continuity, has been under construction for a few years.)

    Use your judgement, and ask people (disabled people, experts on
    accessibility, or just anyone) what bothers users on web pages.
    If you ask me, fading effects can be nasty, may irritate, and may make
    the user wonder what's going on. Especially if there's no other than esthetic
    purpose, fading should not be used, for accessibility reasons. It is then
    up to you to consider how much accessibility matters in this issue.
    Fading is hardly a crucial problem to any substantial amount of users.

    > What
    > about hovering over a link which opens up a drop down style menu? That
    > could be considered movement as well.


    Certainly it's movement. The real problem with it is the drop down style menu
    itself. Most implementations of such features are really hostile to
    accessibility. Technicalities aside, it is better to offer a well-designed
    set of alternatives at a glance, visible without any particular selection,
    and visible as normal link texts.

    > I first thought it meant choppy movement, or blinking colors, i.e.
    > something distracting and annoying.


    They are surely among the worst cases, and there are specific notes on such
    phenomena in WCAG 1.0. Checkpoint 7.3 is more general.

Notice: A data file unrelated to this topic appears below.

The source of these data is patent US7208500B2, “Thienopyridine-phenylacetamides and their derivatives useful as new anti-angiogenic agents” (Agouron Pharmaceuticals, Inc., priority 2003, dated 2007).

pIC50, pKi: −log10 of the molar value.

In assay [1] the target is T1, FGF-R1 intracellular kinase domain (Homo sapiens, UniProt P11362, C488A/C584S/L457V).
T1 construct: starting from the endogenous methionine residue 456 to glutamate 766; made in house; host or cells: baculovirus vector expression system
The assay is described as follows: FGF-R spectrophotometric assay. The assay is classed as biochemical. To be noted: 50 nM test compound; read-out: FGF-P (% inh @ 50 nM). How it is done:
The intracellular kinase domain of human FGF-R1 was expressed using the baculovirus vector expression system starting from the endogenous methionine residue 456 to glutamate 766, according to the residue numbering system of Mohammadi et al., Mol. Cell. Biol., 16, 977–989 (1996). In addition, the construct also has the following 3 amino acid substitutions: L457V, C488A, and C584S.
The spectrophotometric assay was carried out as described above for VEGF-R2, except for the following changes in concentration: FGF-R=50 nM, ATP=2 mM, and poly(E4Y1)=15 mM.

> Also, the "Until user agents .." part is also a concern. Exactly how
    > would a user agent stop movement, there are so many factors.


    That's one of the problems with the condition. Another problem, especially
    when using WCAG 1.0 as criteria, is who decides when the time has come to say
    that sufficiently many user agents do what the condition talks about.
    Besides, many of "until user agents..." points should be regarded as
    permanent.

    Useless movement should be generally avoided - for the exact reason why it is
    so popular among some groups of deeziners: it catches attention. Consider the
    difficulty of concentrating on something when there's something blinking or
    suddenly moving or just changing in sight. Then try to imagine how much
    more difficult it would be if you had severe problems in concentrating on
    anything in the first place and if your mind worked substantially slower.

    --
    Yucca, http://www.cs.tut.fi/~jkorpela/
    Pages about Web authoring: http://www.cs.tut.fi/~jkorpela/www.html
     
    Jukka K. Korpela, Nov 22, 2005
    #3
  4. On Tue, 22 Nov 2005, Jukka K. Korpela wrote:

    > > "7.3 Until user agents allow users to freeze moving content, avoid
    > > movement in pages. [Priority 2]"

    >
    > That's a particular bad case. It leaves the key concept undefined and uses
    > the nasty "until user agents..." condition.


    I was thinking of that when I had occasion to visit this URL of
    a UK disability organisation: http://www.radar.org.uk/

    They must consider that the "until user agents..." condition is now
    fulfilled, as far as animated gifs are concerned.

    > Useless movement should be generally avoided - for the exact reason why it is
    > so popular among some groups of deeziners: it catches attention.


    Quite!

    > Consider the difficulty of concentrating on something when there's
    > something blinking or suddenly moving or just changing in sight.


    I usually scroll them outside the browser window if they're getting on
    my nerves! But yes, for some people they represent a more serious
    hazard.
     
    Alan J. Flavell, Nov 22, 2005
    #4